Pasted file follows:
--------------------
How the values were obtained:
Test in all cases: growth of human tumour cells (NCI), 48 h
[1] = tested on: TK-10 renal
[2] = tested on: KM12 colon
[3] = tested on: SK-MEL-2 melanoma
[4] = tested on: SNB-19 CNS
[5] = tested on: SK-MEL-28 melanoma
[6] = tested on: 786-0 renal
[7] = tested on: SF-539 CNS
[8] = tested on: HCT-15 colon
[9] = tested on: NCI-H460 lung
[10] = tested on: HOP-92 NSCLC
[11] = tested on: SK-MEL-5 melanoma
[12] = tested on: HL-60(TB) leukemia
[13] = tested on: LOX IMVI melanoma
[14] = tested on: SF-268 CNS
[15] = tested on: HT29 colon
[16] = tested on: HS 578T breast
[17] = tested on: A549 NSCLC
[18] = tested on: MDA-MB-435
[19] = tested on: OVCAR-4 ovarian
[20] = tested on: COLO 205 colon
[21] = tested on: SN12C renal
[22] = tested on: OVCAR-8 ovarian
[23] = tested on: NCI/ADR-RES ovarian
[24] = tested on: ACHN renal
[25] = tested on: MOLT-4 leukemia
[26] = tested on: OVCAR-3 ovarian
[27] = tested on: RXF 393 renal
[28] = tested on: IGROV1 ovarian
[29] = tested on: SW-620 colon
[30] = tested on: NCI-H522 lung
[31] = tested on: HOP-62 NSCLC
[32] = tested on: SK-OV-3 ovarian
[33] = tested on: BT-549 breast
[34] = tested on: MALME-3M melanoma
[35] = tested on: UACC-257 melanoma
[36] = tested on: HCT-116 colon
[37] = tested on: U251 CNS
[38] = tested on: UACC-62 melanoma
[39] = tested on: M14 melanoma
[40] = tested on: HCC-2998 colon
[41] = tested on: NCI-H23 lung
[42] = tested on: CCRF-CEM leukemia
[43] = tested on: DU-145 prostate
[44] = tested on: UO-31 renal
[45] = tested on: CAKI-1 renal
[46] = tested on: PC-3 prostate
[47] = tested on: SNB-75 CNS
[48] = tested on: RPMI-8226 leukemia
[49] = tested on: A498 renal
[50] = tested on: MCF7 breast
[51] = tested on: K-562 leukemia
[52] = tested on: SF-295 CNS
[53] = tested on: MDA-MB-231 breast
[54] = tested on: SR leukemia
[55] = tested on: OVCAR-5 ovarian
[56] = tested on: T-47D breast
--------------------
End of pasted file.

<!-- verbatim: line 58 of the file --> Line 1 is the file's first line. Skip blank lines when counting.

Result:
[56] = tested on: T-47D breast